A 3D printed Google logo is seen in this illustration. File/Reuters
Google said on Friday it will disable its search function in Australia if the government proceeds with a media code that would force it and Facebook Inc to pay local media companies for sharing their content.
Australia is on course to pass laws that would make the Big Tech giants negotiate payments with local publishers and broadcasters for content. If they can’t strike a deal, a government-appointed arbitrator will decide the price.
“The code’s arbitration model with bias criteria presents unmanageable financial and operational risk for Google,” Mel Silva, managing director for Australia and New Zealand, told a senate committee.
“If this version of the code were to become law, it would give us no real choice but to stop making Google Search available in Australia.”
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Google’s comments drew sharp rebuke from Australian Prime Minister Scott Morrison who said the country makes its rules for “things you can do in Australia.”
“People who want to work with that in Australia, you’re very welcome. But we don’t respond to threats,” Morrison told reporters.
The United States government this week asked Australia to scrap the proposed laws, which have broad political support, and suggested Australia should pursue a voluntary code instead.
Australia announced the legislation last month after an investigation found Alphabet Inc-owned Google and social media giant Facebook held too much market power in the media industry, a situation it said posed a potential threat to a well-functioning democracy.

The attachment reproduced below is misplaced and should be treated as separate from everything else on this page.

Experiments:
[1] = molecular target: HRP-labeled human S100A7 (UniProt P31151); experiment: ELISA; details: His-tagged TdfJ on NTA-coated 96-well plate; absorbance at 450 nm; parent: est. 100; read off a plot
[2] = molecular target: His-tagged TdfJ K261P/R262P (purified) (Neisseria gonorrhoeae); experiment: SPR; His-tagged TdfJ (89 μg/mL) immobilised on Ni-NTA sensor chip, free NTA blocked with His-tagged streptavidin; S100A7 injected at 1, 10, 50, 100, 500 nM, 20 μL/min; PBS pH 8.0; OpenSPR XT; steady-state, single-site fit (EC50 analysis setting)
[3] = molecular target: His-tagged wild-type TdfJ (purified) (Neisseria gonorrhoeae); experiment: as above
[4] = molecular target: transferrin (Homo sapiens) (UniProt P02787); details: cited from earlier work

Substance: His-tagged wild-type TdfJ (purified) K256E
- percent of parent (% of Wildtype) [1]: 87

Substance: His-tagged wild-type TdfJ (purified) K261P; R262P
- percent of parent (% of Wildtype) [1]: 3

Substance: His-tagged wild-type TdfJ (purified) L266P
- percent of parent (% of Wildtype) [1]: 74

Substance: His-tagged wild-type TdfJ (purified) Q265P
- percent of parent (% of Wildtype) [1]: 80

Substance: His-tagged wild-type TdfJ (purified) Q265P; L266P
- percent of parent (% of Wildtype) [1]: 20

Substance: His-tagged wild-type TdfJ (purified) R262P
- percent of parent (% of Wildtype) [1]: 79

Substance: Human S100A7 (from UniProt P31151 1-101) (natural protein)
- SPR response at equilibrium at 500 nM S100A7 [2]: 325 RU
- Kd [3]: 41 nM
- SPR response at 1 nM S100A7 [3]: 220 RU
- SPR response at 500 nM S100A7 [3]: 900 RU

Google’s threat to limit its services in Australia came just hours after the internet giant reached a content-payment deal with some French news publishers.
Google’s testimony “is part of a pattern of threatening behaviour that is chilling for anyone who values our democracy,” said Peter Lewis, director of the Australia Institute’s Centre for Responsible Technology.
Facebook wiped out pages from Australian state governments and charities as well as from domestic and international news organisations, three days before the launch of a nationwide COVID-19 vaccination programme.
“There are negotiations going on with all the major players and the minor players at the moment,” Frydenberg told reporters. “This will help sustain public interest journalism in this country for years to come.”
Treasurer Josh Frydenberg and Facebook indicated a compromise had been reached on key aspects of a law that would force digital giants to pay news companies for content.
Accusing the committee of mounting a "political hit job," Johnson said in a statement: "I am being forced out by a tiny handful of people, with no evidence to back up their assertions."
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The announcement of their rescue on Friday brought a happy ending to a saga that had captivated many Colombians, a watch with highs and lows as searchers frantically combed through the rainforest hunting for the youngsters.